Saturday, October 30, 2010

I just finished Djibouti by Elmore Leonard.

Going further afield than Leonard normally does, Djibouti is set in the Horn of Africa area, and involves filmmakers, vigilantes and terrorists with his usual tough guy bravado throughout.

It also has him doing something else unusual, playing with the narrative structure.  Part of the novel is told in pseudo-flashback form, as the filmmakers review some of their footage and Leonard weaves in the events that were going on around the time the footage was taken.  This gimmick doesn't work very well, just creating confusion about where/when the narrative is, and Leonard abandons it after a few chapters.

Leonard's usual distinctive dialogue also doesn't work as well here.  Usually Leonard's dialogue, like that of David Mamet, feels real even though it isn't realistic at all.  In the beginning of this book, it doesn't feel real at all.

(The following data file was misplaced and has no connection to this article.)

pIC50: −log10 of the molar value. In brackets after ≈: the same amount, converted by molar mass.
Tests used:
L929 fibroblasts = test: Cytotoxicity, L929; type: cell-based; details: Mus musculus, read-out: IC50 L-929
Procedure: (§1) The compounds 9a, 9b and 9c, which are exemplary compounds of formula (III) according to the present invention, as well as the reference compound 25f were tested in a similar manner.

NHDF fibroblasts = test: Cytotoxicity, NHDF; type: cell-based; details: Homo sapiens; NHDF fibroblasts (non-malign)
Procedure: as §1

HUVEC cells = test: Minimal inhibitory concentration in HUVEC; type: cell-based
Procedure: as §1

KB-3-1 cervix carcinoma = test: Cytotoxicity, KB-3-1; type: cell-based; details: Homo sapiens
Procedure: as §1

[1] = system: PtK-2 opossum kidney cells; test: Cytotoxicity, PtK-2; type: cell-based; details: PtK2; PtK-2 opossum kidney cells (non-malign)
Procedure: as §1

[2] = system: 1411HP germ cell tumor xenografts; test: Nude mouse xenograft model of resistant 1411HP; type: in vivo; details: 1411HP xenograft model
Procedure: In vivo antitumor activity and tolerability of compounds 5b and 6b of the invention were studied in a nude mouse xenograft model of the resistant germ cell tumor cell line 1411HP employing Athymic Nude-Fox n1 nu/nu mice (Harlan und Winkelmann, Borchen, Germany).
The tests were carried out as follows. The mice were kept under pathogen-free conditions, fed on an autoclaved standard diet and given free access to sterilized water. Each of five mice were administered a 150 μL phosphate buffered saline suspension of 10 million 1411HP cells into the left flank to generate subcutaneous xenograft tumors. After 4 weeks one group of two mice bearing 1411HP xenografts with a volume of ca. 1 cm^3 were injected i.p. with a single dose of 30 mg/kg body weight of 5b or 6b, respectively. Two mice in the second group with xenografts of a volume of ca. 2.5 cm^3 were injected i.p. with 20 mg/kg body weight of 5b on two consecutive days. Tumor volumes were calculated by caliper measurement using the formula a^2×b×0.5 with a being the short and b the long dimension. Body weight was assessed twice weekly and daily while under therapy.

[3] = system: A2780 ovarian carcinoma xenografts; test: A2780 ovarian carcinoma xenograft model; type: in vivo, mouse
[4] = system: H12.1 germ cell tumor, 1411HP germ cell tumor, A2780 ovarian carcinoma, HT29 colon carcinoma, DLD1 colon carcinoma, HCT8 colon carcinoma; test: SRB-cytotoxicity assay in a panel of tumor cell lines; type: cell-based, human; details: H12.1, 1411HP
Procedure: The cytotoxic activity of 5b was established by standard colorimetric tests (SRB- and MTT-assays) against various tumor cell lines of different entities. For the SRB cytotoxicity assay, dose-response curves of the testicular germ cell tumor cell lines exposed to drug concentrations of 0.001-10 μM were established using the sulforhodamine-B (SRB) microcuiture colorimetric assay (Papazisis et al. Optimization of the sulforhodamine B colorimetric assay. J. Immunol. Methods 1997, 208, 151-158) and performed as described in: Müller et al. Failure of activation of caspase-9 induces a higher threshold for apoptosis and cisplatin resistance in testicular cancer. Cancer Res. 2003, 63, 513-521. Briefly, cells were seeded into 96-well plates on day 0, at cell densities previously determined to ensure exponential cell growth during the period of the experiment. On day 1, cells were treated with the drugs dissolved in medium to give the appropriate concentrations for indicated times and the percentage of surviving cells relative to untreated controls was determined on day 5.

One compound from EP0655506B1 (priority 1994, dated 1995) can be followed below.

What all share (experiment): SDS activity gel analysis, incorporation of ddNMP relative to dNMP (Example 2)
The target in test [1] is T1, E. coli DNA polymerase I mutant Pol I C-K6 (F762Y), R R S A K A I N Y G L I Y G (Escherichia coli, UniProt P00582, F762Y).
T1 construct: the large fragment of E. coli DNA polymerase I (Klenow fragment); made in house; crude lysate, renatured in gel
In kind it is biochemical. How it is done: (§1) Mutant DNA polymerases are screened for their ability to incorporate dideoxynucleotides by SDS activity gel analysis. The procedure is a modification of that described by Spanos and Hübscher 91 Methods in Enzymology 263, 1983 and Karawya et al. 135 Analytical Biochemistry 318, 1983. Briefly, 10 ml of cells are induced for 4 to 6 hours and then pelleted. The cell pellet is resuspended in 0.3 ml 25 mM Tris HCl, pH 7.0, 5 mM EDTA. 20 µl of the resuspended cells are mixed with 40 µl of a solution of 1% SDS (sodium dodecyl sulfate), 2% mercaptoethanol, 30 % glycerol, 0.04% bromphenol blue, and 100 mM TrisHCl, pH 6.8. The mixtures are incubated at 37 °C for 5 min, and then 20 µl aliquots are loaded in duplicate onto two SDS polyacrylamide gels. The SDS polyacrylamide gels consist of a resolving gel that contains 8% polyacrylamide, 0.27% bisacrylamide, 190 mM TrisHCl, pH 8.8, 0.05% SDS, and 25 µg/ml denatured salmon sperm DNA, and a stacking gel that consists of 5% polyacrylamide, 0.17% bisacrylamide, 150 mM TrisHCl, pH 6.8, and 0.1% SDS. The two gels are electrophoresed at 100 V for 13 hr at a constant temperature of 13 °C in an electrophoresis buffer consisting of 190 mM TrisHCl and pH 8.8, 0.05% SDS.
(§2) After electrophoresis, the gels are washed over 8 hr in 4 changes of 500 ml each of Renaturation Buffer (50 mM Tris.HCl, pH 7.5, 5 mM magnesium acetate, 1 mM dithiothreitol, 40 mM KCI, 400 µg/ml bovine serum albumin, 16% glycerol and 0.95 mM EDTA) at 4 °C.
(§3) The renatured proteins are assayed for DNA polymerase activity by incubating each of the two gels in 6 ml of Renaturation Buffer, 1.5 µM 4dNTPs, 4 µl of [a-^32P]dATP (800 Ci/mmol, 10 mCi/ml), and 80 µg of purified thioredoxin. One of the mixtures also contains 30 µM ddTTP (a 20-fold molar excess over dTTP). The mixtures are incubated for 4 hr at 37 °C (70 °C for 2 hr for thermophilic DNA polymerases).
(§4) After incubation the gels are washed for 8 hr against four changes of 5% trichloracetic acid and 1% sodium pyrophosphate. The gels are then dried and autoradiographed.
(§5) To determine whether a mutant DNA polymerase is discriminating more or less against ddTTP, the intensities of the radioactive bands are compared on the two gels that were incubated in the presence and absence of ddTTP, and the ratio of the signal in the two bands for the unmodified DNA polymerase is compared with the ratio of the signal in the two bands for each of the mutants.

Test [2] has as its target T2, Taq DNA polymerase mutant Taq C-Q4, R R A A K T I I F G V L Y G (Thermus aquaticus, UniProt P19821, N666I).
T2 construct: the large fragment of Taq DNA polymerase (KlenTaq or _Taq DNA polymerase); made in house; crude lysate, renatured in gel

By the end, Leonard is more in his comfort zone, as various tough guys confront each other, and the novel is much stronger and more interesting, but the trip to get there isn't very interesting.

Sunday, October 24, 2010

I just finished The Tin Princess by Philip Pullman.

This is the fourth book in the Sally Lockhart series, even though Sally only appears in a few cameos.

It features the return of a character from The Ruby in the Smoke, Adelaide, who was presumed dead.  She's reunited with Jim, and then becomes the princess, then queen of a small European country caught between Germany and Austria.

It's a worthy sequel, full of the same great characters and conflict as the other books.